I disagree almost on principle who people who make such comments about referees at the highest level of professional sports. There are great refs and not-as-great refs in every sport, but a handful of the best referees in the world are selected to referee these tournaments. Every ref makes bad decisions because they are made with their eyes and on split-second notice - by definition not all of them will be the correct decision.

You're differentiating a "feeling for the game" as between a hard and somewhat reckless tackle on the ball, and a frustrated attempt by a player who was losing a challenge to injure another player without any play on the ball.

Originally Posted by mattyb View Post
Do you actually know any rules in football?

Slide 63 : http://www.fifa.com/mm/document/afde...t_en_47379.pdf
I'm interested what you think of the fact that his extended leg clearly played the ball first, then through to the sliding tackler.

Funny you should mention this - I let my provincial referee certification lapse about 5 years ago, but I played amateur soccer all while growing up until some chronic knee problems in my late teens, and subsequently coached and then ref'd in Under-12 provincial soccer leagues for about 5 years afterwards. My interests went elsewhere and I haven't seriously played, coached or ref'd in any capacity for almost 10 years now, but yes, I have gone to seminars, I have passed refereeing tests, I have dealt with coaches and parents losing their minds over my atrocious split-second decisions.
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Jun 26, 2014, 10:22 AM
 
Originally Posted by Jawbone54 View Post
So does FIFA wait until he does break skin to discipline him?

If someone is convicted of assault and battery three times, do we not punish them until they actually get around to killing someone?
Well put.
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Jun 26, 2014, 10:26 AM
 
Originally Posted by mattyb View Post
Do you actually know any rules in football?

Slide 63 : http://www.fifa.com/mm/document/afde...t_en_47379.pdf
I don't think he's even watching the same games, frankly.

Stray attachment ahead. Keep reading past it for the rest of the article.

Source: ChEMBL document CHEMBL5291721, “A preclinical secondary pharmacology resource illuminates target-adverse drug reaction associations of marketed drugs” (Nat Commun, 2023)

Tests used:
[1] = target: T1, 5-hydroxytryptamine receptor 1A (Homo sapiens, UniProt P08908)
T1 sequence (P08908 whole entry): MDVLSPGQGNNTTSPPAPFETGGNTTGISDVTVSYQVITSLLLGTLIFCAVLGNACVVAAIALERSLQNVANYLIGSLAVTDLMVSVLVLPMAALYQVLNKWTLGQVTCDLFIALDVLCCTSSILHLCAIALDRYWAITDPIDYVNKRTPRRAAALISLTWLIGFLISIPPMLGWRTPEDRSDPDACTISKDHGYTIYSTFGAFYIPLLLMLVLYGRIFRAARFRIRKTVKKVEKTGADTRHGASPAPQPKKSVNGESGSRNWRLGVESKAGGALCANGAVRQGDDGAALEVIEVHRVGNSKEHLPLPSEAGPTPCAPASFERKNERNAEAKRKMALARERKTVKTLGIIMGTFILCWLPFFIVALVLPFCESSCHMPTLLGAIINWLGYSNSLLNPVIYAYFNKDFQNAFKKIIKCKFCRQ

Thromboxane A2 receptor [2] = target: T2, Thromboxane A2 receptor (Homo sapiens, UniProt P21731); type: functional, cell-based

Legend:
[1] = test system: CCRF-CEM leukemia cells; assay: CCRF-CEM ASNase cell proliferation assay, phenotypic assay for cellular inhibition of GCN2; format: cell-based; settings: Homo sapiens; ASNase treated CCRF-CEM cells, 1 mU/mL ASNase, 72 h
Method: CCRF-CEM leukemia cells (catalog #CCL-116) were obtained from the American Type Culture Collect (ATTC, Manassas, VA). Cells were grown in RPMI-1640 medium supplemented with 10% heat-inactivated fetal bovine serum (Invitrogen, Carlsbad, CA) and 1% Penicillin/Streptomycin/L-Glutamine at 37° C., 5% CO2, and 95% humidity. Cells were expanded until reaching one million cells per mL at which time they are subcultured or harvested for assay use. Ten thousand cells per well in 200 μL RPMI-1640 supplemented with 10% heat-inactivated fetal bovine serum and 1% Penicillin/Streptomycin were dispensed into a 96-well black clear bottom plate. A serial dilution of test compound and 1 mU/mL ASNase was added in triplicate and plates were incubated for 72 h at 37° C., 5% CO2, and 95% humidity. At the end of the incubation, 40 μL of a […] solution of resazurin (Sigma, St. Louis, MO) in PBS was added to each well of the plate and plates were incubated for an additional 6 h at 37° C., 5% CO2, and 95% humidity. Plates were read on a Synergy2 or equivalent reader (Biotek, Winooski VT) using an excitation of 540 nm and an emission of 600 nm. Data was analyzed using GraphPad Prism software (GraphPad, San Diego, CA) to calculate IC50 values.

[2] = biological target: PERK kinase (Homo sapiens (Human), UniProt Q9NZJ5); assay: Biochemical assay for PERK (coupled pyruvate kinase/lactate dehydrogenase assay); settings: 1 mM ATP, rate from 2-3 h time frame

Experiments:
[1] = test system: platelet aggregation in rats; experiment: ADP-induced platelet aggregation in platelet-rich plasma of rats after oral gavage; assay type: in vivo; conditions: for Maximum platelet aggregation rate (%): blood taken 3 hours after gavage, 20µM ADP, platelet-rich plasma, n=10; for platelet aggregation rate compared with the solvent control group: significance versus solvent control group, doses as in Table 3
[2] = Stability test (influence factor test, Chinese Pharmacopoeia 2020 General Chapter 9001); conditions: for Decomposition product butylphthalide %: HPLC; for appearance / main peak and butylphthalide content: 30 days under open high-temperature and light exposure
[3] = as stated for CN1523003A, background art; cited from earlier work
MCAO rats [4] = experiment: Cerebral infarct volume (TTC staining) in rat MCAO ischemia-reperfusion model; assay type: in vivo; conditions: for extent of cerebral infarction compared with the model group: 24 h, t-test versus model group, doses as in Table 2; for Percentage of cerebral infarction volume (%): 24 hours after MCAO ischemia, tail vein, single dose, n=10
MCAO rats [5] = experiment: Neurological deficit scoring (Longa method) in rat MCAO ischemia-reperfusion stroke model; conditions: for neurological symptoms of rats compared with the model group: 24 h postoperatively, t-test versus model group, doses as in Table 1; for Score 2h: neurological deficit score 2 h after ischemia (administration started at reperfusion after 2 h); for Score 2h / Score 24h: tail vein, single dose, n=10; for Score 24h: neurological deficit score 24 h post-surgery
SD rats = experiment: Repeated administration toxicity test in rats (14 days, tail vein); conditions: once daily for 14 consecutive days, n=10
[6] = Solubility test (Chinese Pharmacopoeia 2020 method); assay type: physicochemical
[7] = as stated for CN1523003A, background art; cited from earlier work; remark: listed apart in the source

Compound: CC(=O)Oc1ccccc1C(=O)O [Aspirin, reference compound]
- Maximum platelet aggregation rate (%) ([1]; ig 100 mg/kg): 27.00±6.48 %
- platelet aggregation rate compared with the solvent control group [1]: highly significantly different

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Jun 26, 2014, 10:27 AM
 
9 games and 4 months - not long enough.
     
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Jun 26, 2014, 10:34 AM
 
Nine international games and four months of EPL, Champion's League, and Capital One Cup matches (effectively two active months), as well as a stadium ban during that time period.

It doesn't seem like a lot, but he's fined 100,000 Swiss francs as well (roughly $111,000 American). The fine is huge, and you know it will kill him to miss the rest of this World Cup. Uruguay have been proven to be dangerous (heh heh...) in international play, so he'll likely feel he's giving up his next-to-last shot at glory.

[EDIT] Think about this: Liverpool is back in the Champion's League, and I believe this will take him out of the first two matches. It would be a huge blow to Liverpool.

Amazingly, Barcelona are apparently still interested.
     
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Jun 26, 2014, 10:38 AM
 
Originally Posted by ShortcutToMoncton View Post
I'm interested what you think of the fact that his extended leg clearly played the ball first, then through to the sliding tackler.
Makes no difference. I see nothing about getting the ball first in the sections regarding Serious Foul Play.

Originally Posted by ShortcutToMoncton View Post
Funny you should mention this - I let my provincial referee certification lapse about 5 years ago, but I played amateur soccer all while growing up until some chronic knee problems in my late teens, and subsequently coached and then ref'd in Under-12 provincial soccer leagues for about 5 years afterwards. My interests went elsewhere and I haven't seriously played, coached or ref'd in any capacity for almost 10 years now, but yes, I have gone to seminars, I have passed refereeing tests, I have dealt with coaches and parents losing their minds over my atrocious split-second decisions.